The organ at St Giles’ is historically important, built by J.C. Bishop & Sons in 1844 and designed by S. S. Wesley.
Samuel Sebastian Wesley was born in 1810. He was the grandson of Charles Wesley, the famous hymn writer and co-founder of the Methodist Church. Samuel himself is considered one of the most important church musicians of the 19th Century. It is said that his fingers and feet moved so swiftly as he played the organ that people would crowd round him just to watch.
Before Wesley embarked on his career as a cathedral organist and composer, he was appointed organist of St Giles’ on the 8th of January, 1829. He stayed at Camberwell for nearly four years and by all accounts he was very happy here. When the old medieval church of St Giles’ was destroyed by fire, he returned to design the organ in the new church which was completed in 1844.
Throughout his life, Samuel wrote 39 anthems and introits, 12 service settings, 182 hymn tunes and more than 75 solo, choral and instruments works. His hymn tunes include those written for ‘God is love let heaven adore him’, ‘O thou who camest from above’ and ‘The Church’s one foundation’.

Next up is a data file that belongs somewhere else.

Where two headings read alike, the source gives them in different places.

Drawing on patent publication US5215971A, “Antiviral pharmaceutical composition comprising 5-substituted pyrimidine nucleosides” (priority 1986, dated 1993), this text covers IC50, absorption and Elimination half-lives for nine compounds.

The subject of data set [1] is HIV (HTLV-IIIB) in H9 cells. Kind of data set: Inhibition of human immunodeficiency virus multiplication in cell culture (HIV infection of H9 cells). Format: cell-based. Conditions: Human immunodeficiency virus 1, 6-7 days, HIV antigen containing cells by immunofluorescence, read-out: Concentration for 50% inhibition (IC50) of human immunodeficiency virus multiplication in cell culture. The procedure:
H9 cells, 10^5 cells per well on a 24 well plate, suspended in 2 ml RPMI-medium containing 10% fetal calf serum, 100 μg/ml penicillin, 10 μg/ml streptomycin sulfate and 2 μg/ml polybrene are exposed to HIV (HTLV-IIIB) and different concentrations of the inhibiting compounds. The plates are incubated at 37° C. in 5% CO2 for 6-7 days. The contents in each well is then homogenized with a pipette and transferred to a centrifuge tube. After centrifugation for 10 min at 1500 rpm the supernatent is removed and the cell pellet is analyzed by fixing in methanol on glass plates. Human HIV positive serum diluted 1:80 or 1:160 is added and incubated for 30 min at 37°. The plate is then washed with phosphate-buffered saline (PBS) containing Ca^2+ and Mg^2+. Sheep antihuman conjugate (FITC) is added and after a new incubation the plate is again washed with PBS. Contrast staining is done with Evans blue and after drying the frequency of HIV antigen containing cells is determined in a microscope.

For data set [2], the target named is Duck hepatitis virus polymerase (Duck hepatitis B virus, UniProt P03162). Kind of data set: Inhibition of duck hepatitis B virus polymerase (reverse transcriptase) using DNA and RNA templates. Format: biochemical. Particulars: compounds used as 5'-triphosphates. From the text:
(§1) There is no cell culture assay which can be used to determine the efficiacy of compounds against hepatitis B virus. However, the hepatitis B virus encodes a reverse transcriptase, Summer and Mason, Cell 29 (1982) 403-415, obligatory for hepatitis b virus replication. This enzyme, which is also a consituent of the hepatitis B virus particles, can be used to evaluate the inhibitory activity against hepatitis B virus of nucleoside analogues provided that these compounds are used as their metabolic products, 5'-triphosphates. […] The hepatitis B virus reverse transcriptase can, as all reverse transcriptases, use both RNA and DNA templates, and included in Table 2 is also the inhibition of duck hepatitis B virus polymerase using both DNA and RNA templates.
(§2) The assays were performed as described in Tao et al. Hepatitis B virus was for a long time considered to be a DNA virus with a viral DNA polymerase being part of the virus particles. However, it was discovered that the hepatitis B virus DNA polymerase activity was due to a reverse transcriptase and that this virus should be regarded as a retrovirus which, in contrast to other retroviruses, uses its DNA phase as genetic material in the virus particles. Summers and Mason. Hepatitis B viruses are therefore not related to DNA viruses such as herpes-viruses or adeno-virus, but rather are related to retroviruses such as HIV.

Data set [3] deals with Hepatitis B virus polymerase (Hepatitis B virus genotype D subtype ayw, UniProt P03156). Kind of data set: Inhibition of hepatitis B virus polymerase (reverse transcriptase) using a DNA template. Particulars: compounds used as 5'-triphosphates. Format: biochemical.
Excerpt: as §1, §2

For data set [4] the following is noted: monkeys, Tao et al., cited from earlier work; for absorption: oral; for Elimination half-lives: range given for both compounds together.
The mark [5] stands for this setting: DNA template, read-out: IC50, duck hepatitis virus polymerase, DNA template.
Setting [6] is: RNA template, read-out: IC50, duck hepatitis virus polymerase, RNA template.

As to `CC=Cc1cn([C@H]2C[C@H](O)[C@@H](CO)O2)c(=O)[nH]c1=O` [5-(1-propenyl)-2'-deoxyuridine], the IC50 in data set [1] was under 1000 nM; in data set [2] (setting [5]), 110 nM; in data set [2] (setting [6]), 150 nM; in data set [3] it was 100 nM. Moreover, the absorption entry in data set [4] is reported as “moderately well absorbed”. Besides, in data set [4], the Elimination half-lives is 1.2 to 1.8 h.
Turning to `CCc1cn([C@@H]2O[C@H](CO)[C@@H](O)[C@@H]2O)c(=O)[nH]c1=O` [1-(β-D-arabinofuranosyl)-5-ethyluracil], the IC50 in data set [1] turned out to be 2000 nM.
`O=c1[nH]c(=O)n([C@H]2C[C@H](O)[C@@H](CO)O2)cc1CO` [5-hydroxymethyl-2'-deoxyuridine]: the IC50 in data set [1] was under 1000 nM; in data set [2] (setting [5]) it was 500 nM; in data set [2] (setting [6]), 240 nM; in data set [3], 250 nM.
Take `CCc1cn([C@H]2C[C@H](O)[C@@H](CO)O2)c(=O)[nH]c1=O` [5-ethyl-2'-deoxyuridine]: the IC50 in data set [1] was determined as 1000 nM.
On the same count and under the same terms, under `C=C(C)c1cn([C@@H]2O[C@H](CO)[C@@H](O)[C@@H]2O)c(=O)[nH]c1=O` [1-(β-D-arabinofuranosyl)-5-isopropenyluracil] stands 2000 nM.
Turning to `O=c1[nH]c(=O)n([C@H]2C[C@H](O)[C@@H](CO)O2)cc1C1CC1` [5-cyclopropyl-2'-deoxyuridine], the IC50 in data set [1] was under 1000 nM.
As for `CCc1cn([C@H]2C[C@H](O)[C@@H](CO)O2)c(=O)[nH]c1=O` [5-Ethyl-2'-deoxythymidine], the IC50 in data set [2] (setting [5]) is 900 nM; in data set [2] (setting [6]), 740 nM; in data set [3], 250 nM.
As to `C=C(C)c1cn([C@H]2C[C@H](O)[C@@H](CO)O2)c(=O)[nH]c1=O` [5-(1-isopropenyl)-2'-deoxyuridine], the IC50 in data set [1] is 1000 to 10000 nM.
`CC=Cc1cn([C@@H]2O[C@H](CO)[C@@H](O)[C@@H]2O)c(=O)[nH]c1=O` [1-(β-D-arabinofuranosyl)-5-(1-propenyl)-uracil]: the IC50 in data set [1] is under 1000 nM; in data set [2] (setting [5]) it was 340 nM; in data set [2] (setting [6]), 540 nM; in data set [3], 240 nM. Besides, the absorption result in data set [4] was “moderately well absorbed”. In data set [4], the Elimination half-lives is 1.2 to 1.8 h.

The organ Wesley designed has three manuals (keyboards) and pedals and has forty-two speaking stops. Many of the stops Wesley included are duplicated to achieve different tonal combinations. These additions don’t necessarily make the organ louder but when used with understanding, the organ can produce amazingly rich and warm sonorities. Built before the Great Exhibition of 1851, the organ is perhaps the sole survivor of a long tradition of English organ building – its lineage can be traced back hundreds of years.
The organ was partially restored in 1961. But years of pollution and water damage means that a major restoration is needed to ensure the organ is able to be enjoyed for many years to come.